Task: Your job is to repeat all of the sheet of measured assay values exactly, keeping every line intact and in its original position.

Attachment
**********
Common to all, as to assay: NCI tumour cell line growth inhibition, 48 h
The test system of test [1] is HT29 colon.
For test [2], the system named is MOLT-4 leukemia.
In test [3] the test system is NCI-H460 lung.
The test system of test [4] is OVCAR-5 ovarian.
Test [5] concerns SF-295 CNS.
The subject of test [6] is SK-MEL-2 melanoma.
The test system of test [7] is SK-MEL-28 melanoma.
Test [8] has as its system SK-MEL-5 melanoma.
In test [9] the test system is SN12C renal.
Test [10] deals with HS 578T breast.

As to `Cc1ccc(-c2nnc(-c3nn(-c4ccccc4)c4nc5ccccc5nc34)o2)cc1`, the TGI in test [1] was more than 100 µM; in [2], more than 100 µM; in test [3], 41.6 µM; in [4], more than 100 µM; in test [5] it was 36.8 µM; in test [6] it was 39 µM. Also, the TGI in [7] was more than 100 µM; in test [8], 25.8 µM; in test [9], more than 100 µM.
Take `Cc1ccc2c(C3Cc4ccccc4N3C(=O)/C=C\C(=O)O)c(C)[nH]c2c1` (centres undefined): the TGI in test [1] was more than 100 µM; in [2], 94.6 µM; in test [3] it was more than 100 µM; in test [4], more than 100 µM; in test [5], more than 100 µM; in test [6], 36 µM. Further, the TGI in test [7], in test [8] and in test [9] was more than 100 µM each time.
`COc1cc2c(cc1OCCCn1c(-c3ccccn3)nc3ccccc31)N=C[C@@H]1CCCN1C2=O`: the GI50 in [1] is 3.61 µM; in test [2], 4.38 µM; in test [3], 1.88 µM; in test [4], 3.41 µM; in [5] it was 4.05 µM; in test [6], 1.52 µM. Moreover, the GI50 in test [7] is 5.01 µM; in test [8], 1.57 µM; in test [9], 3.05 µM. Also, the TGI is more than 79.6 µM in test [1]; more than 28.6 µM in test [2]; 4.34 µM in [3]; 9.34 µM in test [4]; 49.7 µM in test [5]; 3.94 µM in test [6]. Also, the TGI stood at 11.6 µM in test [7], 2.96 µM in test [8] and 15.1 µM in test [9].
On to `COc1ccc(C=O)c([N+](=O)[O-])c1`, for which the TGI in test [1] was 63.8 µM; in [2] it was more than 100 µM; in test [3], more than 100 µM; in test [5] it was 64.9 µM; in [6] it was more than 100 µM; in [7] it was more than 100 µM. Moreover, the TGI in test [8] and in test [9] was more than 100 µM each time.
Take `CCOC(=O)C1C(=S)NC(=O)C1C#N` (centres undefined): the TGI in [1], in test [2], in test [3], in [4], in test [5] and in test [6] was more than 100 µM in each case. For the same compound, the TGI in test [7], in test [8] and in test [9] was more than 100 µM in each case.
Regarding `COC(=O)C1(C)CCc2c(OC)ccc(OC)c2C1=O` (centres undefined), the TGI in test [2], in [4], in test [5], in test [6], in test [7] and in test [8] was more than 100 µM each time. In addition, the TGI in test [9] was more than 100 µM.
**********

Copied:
Common to all, as to assay: NCI tumour cell line growth inhibition, 48 h
The test system of test [1] is HT29 colon.
For test [2], the system named is MOLT-4 leukemia.
In test [3] the test system is NCI-H460 lung.
The test system of test [4] is OVCAR-5 ovarian.
Test [5] concerns SF-295 CNS.
The subject of test [6] is SK-MEL-2 melanoma.
The test system of test [7] is SK-MEL-28 melanoma.
Test [8] has as its system SK-MEL-5 melanoma.
In test [9] the test system is SN12C renal.
Test [10] deals with HS 578T breast.

As to `Cc1ccc(-c2nnc(-c3nn(-c4ccccc4)c4nc5ccccc5nc34)o2)cc1`, the TGI in test [1] was more than 100 µM; in [2], more than 100 µM; in test [3], 41.6 µM; in [4], more than 100 µM; in test [5] it was 36.8 µM; in test [6] it was 39 µM. Also, the TGI in [7] was more than 100 µM; in test [8], 25.8 µM; in test [9], more than 100 µM.
Take `Cc1ccc2c(C3Cc4ccccc4N3C(=O)/C=C\C(=O)O)c(C)[nH]c2c1` (centres undefined): the TGI in test [1] was more than 100 µM; in [2], 94.6 µM; in test [3] it was more than 100 µM; in test [4], more than 100 µM; in test [5], more than 100 µM; in test [6], 36 µM. Further, the TGI in test [7], in test [8] and in test [9] was more than 100 µM each time.
`COc1cc2c(cc1OCCCn1c(-c3ccccn3)nc3ccccc31)N=C[C@@H]1CCCN1C2=O`: the GI50 in [1] is 3.61 µM; in test [2], 4.38 µM; in test [3], 1.88 µM; in test [4], 3.41 µM; in [5] it was 4.05 µM; in test [6], 1.52 µM. Moreover, the GI50 in test [7] is 5.01 µM; in test [8], 1.57 µM; in test [9], 3.05 µM. Also, the TGI is more than 79.6 µM in test [1]; more than 28.6 µM in test [2]; 4.34 µM in [3]; 9.34 µM in test [4]; 49.7 µM in test [5]; 3.94 µM in test [6]. Also, the TGI stood at 11.6 µM in test [7], 2.96 µM in test [8] and 15.1 µM in test [9].
On to `COc1ccc(C=O)c([N+](=O)[O-])c1`, for which the TGI in test [1] was 63.8 µM; in [2] it was more than 100 µM; in test [3], more than 100 µM; in test [5] it was 64.9 µM; in [6] it was more than 100 µM; in [7] it was more than 100 µM. Moreover, the TGI in test [8] and in test [9] was more than 100 µM each time.
Take `CCOC(=O)C1C(=S)NC(=O)C1C#N` (centres undefined): the TGI in [1], in test [2], in test [3], in [4], in test [5] and in test [6] was more than 100 µM in each case. For the same compound, the TGI in test [7], in test [8] and in test [9] was more than 100 µM in each case.
Regarding `COC(=O)C1(C)CCc2c(OC)ccc(OC)c2C1=O` (centres undefined), the TGI in test [2], in [4], in test [5], in test [6], in test [7] and in test [8] was more than 100 µM each time. In addition, the TGI in test [9] was more than 100 µM.